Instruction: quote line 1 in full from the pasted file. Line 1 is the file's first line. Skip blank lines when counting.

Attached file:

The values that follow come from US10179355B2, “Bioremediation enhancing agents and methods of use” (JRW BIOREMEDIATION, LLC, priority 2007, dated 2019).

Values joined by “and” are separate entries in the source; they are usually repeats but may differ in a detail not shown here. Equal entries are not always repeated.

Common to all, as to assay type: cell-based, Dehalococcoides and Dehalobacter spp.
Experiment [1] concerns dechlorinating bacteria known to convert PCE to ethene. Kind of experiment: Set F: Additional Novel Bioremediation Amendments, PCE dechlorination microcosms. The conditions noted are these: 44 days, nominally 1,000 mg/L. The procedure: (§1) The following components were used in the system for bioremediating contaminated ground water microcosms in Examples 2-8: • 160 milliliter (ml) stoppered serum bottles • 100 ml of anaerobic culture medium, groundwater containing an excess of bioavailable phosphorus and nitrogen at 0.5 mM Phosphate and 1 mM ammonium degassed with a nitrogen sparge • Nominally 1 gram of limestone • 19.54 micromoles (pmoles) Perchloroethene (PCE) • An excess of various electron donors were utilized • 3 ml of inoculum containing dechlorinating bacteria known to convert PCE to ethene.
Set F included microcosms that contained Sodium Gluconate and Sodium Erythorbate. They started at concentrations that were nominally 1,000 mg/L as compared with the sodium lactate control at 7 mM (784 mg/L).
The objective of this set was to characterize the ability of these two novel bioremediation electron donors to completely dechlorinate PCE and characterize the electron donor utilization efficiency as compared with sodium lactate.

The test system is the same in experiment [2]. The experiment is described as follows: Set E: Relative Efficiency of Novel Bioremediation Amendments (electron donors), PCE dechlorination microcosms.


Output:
The values that follow come from US10179355B2, “Bioremediation enhancing agents and methods of use” (JRW BIOREMEDIATION, LLC, priority 2007, dated 2019).